Strobe tuners (the popular term for stroboscopic tuners) are the most accurate type of tuner. There are three types of strobe tuners: The mechanical rotating disk strobe tuner, an LED array strobe in place of the rotating disk, and "virtual strobe" tuners with LCD displays or ones that work on personal computers. A strobe tuner shows the difference between a reference frequency and the musical note. Even the slightest difference between the two will show up as a rotating motion in the strobe display. The accuracy of the tuner is only limited by the internal frequency generator. The strobe tuner detects the pitch either from an TRS input jack or a built-in or external microphone connected to the tuner.
The first strobe tuner dates back to 1936 and was originally made by the Conn company; it was called the Stroboconn and was produced for approximately 40 years. However, these strobes are now mainly collector pieces. They had 12 strobe discs, driven by one motor. The gearing between discs was a very close approximation to the 12th root of two ratio. This tuner had an electrically driven temperature-compensated tuning fork; the electrical output of this fork was amplified to run the motor. The fork had sliding weights, an adjustment knob, and a dial to show the position of the weights. These weights permitted setting it to different reference frequencies (such as A4 = 435 Hz), although over a relatively narrow range, perhaps a whole tone. When set at A4 = 440 Hz the tuning fork produced a 55 Hz signal, which drove the four-pole 1650 RPM synchronous motor to which the A disc was mounted. (The other discs were all gear-driven off of this one.) Incoming audio was amplified to feed a long neon tube common to all 12 discs. Wind instrument repair people liked this tuner because it needed no adjustment to show different notes. Anyone who had to move this tuner around was less inclined to like it because of its size and weight: two record-player-sized cases of 30-40 pounds each.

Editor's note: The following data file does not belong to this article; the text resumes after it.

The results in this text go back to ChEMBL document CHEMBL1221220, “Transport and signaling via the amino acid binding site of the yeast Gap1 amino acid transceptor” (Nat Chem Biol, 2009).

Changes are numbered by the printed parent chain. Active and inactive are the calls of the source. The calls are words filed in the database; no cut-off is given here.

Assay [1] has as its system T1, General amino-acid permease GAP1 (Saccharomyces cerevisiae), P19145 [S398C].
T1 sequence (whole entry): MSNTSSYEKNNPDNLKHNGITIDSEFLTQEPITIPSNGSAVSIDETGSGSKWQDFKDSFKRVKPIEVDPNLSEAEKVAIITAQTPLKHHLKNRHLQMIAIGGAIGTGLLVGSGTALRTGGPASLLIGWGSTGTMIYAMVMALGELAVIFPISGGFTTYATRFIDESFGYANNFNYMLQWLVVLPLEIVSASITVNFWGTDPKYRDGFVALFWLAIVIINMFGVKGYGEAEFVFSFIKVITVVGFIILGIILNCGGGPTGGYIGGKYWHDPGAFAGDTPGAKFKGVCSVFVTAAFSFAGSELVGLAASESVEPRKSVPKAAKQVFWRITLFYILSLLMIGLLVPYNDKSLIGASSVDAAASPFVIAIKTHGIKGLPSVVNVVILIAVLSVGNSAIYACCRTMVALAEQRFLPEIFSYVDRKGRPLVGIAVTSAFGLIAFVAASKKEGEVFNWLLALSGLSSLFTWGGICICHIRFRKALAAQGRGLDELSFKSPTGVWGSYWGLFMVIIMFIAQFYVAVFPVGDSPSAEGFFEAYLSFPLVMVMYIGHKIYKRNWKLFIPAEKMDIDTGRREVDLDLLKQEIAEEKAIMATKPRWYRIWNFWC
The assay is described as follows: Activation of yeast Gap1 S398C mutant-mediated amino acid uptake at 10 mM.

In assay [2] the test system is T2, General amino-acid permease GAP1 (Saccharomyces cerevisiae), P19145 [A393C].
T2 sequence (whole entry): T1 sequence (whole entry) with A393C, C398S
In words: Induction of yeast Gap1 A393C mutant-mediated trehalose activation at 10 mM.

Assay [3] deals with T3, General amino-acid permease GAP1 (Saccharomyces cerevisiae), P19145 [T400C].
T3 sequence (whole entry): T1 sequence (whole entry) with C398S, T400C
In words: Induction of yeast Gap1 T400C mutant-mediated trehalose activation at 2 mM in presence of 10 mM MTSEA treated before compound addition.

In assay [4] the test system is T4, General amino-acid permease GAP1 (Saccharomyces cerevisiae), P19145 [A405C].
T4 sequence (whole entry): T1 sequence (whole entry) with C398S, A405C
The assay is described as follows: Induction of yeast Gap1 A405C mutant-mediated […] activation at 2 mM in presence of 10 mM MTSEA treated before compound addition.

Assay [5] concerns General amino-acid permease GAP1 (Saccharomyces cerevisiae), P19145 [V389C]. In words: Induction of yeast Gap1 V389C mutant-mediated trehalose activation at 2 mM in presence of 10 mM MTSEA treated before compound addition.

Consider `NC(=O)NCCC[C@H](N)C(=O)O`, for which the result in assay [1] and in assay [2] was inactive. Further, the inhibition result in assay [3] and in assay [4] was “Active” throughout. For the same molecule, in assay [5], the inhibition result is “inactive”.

The best known brand in strobe tuner technology is Peterson Tuners who in 1967 marketed their first strobe tuner, the "Model 400". Other companies, such as Sonic Research and Planet Waves, sell affordable LED-based true strobing tuners. There are other tuners with LEDs that have a 'strobe mode' which simulates the appearance of a strobe. However, the accuracy of these tuners when used in strobe mode is no better than when in any other mode, as it uses the same technique as a needle tuner to measure the frequency of the note, and then it sets the speed of the pattern in the LEDs instead of driving a needle.
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... A needle, LCD or regular LED type tuner uses a microprocessor to measure the average period of the waveform ... seems better than the meter needle of the early meter tuners ... When the musician plays a single note, the tuner senses the input from the microphone or input jack (from an electric instrument) ...
... Mechanical disc strobe tuners are expensive, bulky, delicate, and require periodic maintenance (keeping the motor that spins the disc at the correct speed, replacing the strobing LED backlight ... For many, a mechanical strobe tuner is simply not practical for one or all of the above reasons ... To address these issues, in 2001 Peterson Tuners added a line of non-mechanical electronic strobe tuners that have LCD dot-matrix displays mimicking a mechanical strobe disc ...